Yan Fei, a sociologist at Tsinghua University, remains skeptical of the “financial freedom” narrative. Instead, he points out that in fact the dogged pursuit of money forces us to forgo much of our freedom. He sees the recent popularity of the word neijuan as a symptom of the extensive changes that have transformed Chinese society in the past decades. Economic growth has led to the emergence of a new middle class. Society has become more individualistic, relationships more distanced and old certainties eroded.

Naturally, these new middle-class families want to pass on their status to their children or help them move up the social ladder. The resulting frenzy of trying to outcompete one another slowly raises pressure on everyone. Yan Fei compares the Chinese society to a bus, picking up speed until it starts to float in mid-air. Its foundation is lost, the future is uncertain, and not every passenger’s hopes and expectations can be met.

The students at Yan Fei´s university are not exempt from neijuan either. They try to appear diligent, make friends with tutors, and extend 3000-word essays to 8000 words. Some graduate students who manage to get hand-picked by their professors look down on those who still have to take an entrance exam for the graduate level.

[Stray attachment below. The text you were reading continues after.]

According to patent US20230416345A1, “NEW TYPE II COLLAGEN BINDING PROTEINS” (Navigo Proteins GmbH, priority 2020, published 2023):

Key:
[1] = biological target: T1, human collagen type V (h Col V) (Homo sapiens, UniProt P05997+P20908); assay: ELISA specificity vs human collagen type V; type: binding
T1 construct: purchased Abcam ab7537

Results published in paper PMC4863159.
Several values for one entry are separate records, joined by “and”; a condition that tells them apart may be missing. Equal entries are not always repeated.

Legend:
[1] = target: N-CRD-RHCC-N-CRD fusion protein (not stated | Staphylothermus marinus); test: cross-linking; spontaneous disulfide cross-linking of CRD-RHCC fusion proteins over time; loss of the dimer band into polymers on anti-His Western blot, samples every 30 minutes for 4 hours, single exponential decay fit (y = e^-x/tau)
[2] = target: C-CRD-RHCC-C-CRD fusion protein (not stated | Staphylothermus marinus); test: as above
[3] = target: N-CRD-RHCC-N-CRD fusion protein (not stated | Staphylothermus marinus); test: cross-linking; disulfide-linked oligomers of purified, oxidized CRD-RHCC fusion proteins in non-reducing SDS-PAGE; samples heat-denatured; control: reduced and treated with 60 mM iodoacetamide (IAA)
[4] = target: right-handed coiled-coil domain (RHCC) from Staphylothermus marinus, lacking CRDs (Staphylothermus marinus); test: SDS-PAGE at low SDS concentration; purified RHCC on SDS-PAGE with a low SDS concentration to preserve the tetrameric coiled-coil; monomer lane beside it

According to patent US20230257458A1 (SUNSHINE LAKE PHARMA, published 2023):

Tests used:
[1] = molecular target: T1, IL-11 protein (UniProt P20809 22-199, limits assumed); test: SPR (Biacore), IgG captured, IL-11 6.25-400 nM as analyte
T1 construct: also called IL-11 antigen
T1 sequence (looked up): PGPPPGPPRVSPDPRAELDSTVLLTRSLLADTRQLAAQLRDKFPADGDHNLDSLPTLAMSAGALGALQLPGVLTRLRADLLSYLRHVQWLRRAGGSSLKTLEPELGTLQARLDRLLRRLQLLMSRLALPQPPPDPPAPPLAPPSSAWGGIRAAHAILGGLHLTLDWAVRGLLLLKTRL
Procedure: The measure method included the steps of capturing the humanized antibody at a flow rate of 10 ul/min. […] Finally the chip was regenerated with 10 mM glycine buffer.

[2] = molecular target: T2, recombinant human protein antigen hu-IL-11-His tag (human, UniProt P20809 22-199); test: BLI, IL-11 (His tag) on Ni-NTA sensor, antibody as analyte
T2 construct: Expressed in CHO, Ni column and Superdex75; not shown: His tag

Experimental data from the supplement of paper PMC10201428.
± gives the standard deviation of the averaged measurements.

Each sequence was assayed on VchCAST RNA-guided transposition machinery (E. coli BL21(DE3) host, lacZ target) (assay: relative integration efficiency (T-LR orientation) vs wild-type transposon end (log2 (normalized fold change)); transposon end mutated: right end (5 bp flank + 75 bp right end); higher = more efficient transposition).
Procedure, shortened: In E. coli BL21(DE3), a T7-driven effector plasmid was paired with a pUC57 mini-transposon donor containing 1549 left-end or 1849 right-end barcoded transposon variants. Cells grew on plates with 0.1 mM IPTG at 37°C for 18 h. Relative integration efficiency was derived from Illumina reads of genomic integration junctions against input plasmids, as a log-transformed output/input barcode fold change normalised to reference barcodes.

To address this, Yan tries to encourage them to become more broad-minded. He takes his students to study the so-called “new disadvantaged groups” like the new blue-collar workers in Chinese cities. “Although everyone is juan-ing”, he says, “at least I can get them into contact with the real world.”

One word to rule them all

The government is now addressing some of the problems associated with neijuan. For example, the 996 system has recently been declared illegal and the “dual circulation” (双循环) economic policy is intended to raise employment and wages. Just how effective these policies will be remains to be seen.

One article, far off the beaten track and mostly unread, calls on people to band together and demand better working conditions from their employers. This may be the only actual solution to the situation many Chinese employees find themselves in. Yet organizing labour rights in China can be dangerous and usually runs up against the combined force of employers and authorities.

Unable to either organize, get rich, or to simply “lie flat”, most people continue to force themselves through a world that suffers from neijuan. Facing a dire situation with no way out, they turn to the web to vent their frustration, neijuan being the one universal word they use to express all their grievances.


dasReispapier would like to thank Lisa Scheidl for her editing support.